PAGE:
Hormone therapy

Hormone therapy is a cancer treatment that removes hormones or blocks their action and stops cancer cells from growing. Hormones are substances produced by glands in the body and circulated in the bloodstream. The presence of some hormones can cause certain cancers to grow. If tests show that the cancer cells have places where hormones can attach (receptors), drugs, surgery, or radiation therapy are used to reduce the production of hormones or block them from working.

Stage I Endometrial Cancer

Treatment of stage I endometrial cancer may include the following:

  • Surgery (total abdominal hysterectomy and bilateral salpingo-oophorectomy). Lymph nodes in the pelvis and abdomen may also be removed for examination under a microscope to check for cancer cells.
  • Surgery (total abdominal hysterectomy and bilateral salpingo-oophorectomy, with or without removal of lymph nodes in the pelvis and abdomen) followed by internal radiation therapy or external radiation therapy to the pelvis. After surgery, a plastic cylinder containing a source of radiation may be placed in the vagina to kill any remaining cancer cells.
  • Radiation therapy alone for patients who cannot have surgery.
  • Clinical trials of radiation therapy and/or chemotherapy.


This summary section refers to specific treatments under study in clinical trials, but it may not mention every new treatment being studied. Information about ongoing clinical trials is available from the NCI Web site.

Stage II Endometrial Cancer

Treatment of stage IIA endometrial cancer is usually a combination of therapies, including internal and external radiation therapy and surgery.

Stage IIA
Treatment of stage IIA endometrial cancer may include the following:

  • Surgery (total abdominal hysterectomy and bilateral salpingo-oophorectomy). Lymph nodes in the pelvis and abdomen may also be removed for examination under a microscope to check for cancer cells.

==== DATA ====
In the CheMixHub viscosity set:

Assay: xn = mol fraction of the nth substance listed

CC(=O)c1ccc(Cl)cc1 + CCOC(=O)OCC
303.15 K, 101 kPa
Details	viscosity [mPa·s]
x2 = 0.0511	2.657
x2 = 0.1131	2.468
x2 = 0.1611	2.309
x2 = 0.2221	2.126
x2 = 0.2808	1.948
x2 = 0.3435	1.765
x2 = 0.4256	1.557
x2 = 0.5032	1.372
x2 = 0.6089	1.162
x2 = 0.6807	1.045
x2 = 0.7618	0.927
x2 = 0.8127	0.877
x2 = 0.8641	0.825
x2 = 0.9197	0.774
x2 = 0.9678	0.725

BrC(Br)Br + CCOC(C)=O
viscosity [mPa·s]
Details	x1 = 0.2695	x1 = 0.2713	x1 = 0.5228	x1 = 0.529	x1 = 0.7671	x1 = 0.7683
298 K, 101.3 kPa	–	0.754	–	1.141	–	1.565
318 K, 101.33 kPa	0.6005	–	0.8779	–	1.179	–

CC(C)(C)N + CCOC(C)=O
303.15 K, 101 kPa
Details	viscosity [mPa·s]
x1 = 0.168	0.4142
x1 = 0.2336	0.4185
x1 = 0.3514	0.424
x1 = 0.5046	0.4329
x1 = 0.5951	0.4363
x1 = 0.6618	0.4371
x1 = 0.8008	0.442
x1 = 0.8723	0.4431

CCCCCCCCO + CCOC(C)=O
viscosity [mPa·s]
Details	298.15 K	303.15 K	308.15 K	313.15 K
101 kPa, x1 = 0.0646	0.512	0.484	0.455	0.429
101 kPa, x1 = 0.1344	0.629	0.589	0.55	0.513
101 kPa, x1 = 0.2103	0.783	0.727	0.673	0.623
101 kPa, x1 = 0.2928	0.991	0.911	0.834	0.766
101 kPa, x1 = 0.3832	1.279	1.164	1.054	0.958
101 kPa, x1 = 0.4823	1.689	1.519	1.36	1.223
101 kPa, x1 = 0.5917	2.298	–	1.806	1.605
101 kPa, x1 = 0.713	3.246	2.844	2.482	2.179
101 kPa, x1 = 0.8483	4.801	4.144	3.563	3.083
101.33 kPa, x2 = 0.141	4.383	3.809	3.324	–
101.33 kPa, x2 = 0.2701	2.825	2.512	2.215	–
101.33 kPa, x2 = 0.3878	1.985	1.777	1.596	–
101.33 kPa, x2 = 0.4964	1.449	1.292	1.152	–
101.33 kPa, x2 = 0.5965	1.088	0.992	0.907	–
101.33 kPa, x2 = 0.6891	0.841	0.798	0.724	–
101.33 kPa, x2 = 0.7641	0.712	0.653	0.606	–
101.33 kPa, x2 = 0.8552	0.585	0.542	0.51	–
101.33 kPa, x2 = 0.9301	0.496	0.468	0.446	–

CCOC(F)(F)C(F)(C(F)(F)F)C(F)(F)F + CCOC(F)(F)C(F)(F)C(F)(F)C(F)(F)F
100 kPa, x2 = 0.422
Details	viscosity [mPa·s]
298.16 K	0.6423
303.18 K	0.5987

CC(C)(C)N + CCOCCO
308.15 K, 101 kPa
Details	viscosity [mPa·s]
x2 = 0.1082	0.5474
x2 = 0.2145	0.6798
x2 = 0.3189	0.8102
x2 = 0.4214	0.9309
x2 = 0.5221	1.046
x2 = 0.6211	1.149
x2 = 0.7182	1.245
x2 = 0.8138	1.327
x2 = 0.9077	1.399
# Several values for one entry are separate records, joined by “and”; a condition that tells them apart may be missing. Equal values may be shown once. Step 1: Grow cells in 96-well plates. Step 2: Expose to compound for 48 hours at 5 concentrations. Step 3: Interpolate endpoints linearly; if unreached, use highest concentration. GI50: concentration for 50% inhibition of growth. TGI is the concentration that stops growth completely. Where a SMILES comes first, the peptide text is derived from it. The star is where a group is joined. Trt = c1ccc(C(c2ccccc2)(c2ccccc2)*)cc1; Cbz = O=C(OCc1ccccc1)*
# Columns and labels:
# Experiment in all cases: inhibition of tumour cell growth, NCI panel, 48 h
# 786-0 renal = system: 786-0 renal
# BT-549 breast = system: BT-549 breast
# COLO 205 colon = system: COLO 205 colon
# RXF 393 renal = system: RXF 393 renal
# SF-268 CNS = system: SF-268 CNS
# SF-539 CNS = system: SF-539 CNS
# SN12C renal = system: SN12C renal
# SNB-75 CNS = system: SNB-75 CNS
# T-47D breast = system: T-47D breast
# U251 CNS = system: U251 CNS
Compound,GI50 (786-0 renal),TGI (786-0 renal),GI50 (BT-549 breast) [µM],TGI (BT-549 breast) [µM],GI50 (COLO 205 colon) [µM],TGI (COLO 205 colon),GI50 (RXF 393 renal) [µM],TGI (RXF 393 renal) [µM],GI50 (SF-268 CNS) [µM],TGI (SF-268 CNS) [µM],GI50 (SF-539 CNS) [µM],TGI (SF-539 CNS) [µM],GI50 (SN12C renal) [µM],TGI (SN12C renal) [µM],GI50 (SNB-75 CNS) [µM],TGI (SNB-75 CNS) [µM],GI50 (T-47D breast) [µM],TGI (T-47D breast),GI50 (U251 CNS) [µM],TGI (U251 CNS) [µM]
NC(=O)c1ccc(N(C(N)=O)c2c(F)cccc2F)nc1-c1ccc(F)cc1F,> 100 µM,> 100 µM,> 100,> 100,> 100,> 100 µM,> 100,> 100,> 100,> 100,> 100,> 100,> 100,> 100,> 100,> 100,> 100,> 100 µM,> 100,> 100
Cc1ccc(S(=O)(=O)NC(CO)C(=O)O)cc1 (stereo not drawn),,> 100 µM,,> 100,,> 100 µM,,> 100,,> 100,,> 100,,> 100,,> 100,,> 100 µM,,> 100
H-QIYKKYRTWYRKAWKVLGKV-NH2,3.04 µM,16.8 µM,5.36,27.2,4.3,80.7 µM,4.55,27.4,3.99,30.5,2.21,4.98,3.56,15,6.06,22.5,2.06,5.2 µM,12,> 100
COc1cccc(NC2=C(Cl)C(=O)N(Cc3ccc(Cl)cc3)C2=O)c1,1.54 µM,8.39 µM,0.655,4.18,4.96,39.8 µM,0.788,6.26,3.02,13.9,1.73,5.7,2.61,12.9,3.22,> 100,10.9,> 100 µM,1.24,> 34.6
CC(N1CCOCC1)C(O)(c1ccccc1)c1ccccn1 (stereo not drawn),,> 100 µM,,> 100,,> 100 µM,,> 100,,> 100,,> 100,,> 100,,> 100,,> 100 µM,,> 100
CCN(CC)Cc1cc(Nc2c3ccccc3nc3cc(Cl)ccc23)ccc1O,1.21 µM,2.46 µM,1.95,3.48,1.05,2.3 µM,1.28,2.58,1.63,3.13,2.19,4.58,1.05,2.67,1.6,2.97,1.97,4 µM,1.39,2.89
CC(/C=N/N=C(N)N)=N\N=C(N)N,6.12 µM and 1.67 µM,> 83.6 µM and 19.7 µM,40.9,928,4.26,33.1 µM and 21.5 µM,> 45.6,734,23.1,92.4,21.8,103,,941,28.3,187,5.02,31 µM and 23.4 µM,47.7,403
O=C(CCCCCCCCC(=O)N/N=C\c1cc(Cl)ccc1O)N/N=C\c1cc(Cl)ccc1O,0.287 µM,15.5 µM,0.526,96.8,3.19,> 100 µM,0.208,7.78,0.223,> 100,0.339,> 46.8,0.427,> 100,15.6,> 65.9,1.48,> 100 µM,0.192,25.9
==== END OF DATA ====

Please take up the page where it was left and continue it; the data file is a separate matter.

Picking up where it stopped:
• Surgery (total abdominal hysterectomy and bilateral salpingo-oophorectomy, with or without removal of lymph nodes in the pelvis and abdomen) followed by internal radiation therapy or external radiation therapy to the pelvis. After surgery, a plastic cylinder containing a source of radiation may be placed in the vagina to kill any remaining cancer cells.
  • Radiation therapy alone for patients who cannot have surgery.
  • Clinical trials of radiation therapy and/or chemotherapy.

This summary section refers to specific treatments under study in clinical trials, but it may not mention every new treatment being studied. Information about ongoing clinical trials is available from the NCI Web site.

Stage IIB
Treatment of stage IIB endometrial cancer may include the following:

  • Surgery (total abdominal hysterectomy, bilateral salpingo-oophorectomy, and removal of lymph nodes in the pelvis and abdomen for examination under a microscope to check for cancer cells) followed by radiation therapy.
  • Internal radiation therapy and external radiation therapy, followed by surgery (hysterectomy and bilateral salpingo-oophorectomy, and removal of lymph nodes in the pelvis and abdomen for examination under a microscope to check for cancer cells).
  • Surgery (radical hysterectomy with or without removal of lymph nodes in the pelvis for examination under a microscope to check for cancer cells).

Stage III Endometrial Cancer

Treatment of stage III endometrial cancer may include the following:

  • Surgery (radical hysterectomy and removal of lymph nodes in the pelvis for examination under a microscope to check for cancer cells) followed by internal radiation therapy and external radiation therapy.
  • Radiation therapy alone for patients who cannot have surgery.
  • Hormone therapy for patients who cannot have surgery or radiation therapy.
  • Clinical trials of chemotherapy.
  • Clinical trials of new therapies.

Information about ongoing clinical trials is available from the NCI Web site.

Stage IV Endometrial Cancer

Treatment of stage IV endometrial cancer may include the following:

  • Internal radiation therapy and external radiation therapy.
  • Hormone therapy.
  • Clinical trials of chemotherapy.
  • Treatment Options for Recurrent Endometrial Cancer
  • Treatment of recurrent endometrial cancer may include the following:
  • Radiation therapy as palliative therapy to relieve symptoms and improve the patient's quality of life.
  • Hormone therapy.
  • Clinical trials of chemotherapy.

Source: http://www.cancer.gov/